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 And quiet flows the duct !

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Edward Pickering

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PostSubject: Re: And quiet flows the duct !   Fri Oct 05, 2012 11:24 pm

Courtesy & Property Of Trevor Amos.

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PostSubject: Corrected readings -- of course!!   Fri Oct 05, 2012 11:42 pm

Corrected readings -- of course!?

Doesn´t really matter -- I suppose -- because the torque is 7.5% down and when correcting to whichever Norm/Standard our maximum correction used, was 4% ...

...but just a moment John-Boy!? If we had corrected by 4% (thunderstorms and all that sort of thing) mightn´t there have also been an error in measurement somewhere -- to account for the difference -- the machining looks so - oh - so good ...?

BUT!
There were two changes at one time? Weren´t there? As I read it: The exhaust timing and the bigger transfer entry mods were done at the same time...??

I have seen a bumpy torque curve developed by a simple pip formed in the intake port of a 4-stroke motor -- but that was a 4 stroker... Apparently speeded up the air-charge just before the valve...

Never make two changes at the same time when trying to develope more torque or power on the dyno -- that´s what I was told about 65 years ago ...

Opening up the entry slowed down the charge --- er, did it?

Cheers!
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Trevor Amos



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PostSubject: Re: And quiet flows the duct !   Sat Oct 06, 2012 12:52 am

Thankyou for the picture Ed ,

I`ve been trawling around for a suitable picture to illustrate how important it is to have a smooth , rounded entry to the transfer duct , this is the best i`ve yet to find .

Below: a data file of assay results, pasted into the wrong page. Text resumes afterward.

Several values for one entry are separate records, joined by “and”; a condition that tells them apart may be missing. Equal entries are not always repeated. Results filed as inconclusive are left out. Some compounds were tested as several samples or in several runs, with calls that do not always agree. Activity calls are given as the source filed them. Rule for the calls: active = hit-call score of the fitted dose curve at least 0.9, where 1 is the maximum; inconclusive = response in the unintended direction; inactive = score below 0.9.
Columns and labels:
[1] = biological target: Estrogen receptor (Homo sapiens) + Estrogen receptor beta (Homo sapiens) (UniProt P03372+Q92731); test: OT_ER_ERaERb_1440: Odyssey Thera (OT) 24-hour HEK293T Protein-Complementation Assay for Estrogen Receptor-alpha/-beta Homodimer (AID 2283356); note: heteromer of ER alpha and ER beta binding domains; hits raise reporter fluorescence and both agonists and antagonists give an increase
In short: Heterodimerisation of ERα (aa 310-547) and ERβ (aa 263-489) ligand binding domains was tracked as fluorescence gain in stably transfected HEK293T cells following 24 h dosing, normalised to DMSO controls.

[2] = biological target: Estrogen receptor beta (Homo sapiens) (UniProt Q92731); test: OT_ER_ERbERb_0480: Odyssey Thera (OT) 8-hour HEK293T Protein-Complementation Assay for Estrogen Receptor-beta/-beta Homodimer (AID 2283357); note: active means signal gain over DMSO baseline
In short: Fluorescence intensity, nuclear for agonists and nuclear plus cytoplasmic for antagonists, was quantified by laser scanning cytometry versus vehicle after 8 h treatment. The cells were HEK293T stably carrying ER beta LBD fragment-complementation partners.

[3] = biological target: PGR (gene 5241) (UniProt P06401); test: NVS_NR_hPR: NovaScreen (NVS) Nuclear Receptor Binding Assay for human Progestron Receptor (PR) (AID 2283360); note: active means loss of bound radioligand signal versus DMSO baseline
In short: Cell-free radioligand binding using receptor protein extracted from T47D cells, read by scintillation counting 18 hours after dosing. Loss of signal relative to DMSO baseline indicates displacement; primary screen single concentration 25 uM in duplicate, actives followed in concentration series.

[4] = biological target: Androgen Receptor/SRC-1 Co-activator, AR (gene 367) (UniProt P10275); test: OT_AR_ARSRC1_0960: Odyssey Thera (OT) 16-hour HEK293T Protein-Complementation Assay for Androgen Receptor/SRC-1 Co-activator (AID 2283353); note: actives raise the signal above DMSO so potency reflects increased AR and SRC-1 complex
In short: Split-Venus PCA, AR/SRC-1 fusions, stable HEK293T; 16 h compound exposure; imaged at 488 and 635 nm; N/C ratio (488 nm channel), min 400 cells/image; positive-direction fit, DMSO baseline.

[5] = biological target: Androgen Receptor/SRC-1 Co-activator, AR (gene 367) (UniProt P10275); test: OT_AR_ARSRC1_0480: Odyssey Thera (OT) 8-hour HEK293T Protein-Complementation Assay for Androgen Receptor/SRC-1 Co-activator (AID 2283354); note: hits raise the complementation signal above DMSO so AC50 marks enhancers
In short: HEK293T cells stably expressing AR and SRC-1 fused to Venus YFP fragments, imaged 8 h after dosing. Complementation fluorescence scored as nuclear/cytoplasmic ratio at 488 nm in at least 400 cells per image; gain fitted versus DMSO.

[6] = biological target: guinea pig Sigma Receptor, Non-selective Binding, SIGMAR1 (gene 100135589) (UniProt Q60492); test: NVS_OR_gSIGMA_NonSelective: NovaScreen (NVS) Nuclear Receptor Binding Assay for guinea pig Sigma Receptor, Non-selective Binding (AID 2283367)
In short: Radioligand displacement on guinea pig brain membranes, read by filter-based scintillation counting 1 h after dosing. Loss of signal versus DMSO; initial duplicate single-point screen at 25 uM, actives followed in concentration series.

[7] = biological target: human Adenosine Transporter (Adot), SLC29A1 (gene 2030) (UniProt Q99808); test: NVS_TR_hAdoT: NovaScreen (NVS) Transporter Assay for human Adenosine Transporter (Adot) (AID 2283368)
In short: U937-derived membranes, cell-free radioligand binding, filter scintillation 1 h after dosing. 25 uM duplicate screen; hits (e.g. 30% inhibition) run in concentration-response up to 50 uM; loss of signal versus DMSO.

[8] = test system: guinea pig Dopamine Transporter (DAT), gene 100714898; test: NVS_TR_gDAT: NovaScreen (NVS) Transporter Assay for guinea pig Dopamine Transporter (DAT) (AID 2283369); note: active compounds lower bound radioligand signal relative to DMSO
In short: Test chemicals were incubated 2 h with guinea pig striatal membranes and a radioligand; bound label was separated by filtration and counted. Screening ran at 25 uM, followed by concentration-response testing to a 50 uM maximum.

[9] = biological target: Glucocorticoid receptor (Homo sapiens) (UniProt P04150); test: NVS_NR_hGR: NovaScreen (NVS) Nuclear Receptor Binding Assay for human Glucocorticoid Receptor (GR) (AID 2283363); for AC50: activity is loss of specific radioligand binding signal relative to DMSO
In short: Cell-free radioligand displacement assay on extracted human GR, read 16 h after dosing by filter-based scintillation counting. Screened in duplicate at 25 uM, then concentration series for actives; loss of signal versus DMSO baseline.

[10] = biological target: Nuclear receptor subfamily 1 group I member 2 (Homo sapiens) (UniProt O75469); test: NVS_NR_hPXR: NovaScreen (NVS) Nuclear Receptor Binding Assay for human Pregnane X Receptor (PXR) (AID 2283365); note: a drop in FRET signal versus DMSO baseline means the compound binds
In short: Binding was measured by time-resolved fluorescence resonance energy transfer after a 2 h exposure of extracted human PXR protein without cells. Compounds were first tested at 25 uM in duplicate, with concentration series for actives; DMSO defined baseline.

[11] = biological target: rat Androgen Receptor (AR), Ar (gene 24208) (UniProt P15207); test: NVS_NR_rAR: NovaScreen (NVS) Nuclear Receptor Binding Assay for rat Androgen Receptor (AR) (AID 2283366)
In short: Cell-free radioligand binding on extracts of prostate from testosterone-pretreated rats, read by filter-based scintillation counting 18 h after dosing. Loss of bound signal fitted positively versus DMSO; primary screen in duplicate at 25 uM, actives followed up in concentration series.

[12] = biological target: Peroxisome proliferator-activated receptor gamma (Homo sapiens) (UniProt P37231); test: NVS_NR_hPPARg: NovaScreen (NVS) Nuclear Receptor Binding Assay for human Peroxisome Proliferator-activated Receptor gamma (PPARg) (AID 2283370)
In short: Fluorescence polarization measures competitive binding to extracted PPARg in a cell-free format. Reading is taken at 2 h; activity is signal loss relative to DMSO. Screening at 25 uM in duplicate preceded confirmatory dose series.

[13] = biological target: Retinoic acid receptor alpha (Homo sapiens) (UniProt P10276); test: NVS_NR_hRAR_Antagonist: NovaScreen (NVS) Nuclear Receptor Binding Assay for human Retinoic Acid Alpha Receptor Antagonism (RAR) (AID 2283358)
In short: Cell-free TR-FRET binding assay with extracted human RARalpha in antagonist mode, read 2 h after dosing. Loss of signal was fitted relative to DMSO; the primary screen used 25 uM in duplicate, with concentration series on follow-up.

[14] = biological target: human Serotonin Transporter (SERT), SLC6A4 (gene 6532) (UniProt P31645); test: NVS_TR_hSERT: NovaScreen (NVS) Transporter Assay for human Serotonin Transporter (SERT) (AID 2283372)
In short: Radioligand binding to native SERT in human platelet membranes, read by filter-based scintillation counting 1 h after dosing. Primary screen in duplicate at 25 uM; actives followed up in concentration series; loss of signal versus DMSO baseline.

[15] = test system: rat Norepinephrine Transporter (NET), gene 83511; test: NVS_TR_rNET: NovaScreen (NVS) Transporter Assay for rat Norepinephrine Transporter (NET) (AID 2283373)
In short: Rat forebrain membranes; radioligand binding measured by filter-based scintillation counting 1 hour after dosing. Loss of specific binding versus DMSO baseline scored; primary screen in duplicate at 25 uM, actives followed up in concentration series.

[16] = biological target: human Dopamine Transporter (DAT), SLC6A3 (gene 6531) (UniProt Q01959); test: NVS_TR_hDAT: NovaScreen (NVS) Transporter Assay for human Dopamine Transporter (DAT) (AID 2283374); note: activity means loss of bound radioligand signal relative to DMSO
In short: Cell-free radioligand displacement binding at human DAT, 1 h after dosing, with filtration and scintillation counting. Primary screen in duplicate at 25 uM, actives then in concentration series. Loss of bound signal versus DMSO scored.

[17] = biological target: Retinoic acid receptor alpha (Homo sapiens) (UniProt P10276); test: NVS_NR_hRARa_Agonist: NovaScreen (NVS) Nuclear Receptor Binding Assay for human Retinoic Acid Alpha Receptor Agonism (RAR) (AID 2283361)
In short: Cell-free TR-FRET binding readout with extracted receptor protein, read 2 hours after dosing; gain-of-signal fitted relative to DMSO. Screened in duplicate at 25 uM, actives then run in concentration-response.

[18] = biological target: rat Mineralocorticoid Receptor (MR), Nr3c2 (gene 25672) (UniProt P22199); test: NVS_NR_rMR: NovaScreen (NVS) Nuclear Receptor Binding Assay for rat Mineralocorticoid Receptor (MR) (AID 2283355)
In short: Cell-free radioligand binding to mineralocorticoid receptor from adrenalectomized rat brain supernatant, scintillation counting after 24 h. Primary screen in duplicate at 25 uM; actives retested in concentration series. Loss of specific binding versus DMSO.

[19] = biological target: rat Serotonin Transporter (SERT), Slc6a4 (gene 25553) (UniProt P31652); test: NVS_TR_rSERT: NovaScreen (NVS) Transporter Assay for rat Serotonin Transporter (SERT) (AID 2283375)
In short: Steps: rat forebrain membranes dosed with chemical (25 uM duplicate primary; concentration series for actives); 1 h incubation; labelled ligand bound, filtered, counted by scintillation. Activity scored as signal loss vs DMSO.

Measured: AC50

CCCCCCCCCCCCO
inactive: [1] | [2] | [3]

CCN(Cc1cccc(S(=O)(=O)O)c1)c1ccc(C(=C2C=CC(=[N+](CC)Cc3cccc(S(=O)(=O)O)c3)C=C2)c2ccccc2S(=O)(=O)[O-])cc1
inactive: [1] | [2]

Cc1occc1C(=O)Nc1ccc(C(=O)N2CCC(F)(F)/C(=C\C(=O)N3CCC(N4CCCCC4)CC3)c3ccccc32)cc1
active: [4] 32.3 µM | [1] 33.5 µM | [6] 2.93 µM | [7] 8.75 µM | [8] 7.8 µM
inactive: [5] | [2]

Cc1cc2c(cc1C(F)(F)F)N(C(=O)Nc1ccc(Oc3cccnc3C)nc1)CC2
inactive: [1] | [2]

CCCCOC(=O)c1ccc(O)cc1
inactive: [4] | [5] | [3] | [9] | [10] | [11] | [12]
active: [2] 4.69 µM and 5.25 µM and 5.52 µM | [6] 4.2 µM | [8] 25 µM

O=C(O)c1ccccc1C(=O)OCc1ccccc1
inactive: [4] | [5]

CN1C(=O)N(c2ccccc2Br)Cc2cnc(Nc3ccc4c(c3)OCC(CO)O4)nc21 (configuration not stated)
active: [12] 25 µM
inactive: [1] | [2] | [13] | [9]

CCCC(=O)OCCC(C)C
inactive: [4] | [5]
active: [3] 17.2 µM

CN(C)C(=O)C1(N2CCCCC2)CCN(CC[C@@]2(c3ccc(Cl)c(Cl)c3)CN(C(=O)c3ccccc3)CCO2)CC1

The actual barrel is an early Aprilia clone , they all are these days !

Crucially , if flow can attatch to the inner radius , the Coanda effect , and remain there through out it`s entire length , and , be persuaded to attatch to the piston crown during the whole transfer phase , then heaps of gas flows and the piston crown is cooled for free ! A sharp duct entry edge here will immediately detatch flow and the whole event mushes to high turbulence and poor performance .

I think anyone studying this pic will know instinctively , of the inherent correctness and efficiency of the illustrated flow regime .

Catch you all later , Trevor
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PostSubject: Re: And quiet flows the duct !   Fri Oct 26, 2012 8:52 pm

Over the duration of this post topic i`ve had a couple of PMs asking where the floor of the transfer port should be at piston BDC ? To maintain the full effect and benefit of the Coanda phenomenon then the piston edge and lower port edge must be coincident , and , depending on individual piston crown radius the whole duct
inner wall and crown should form a stepless , flowing curve , almost balletic in grace !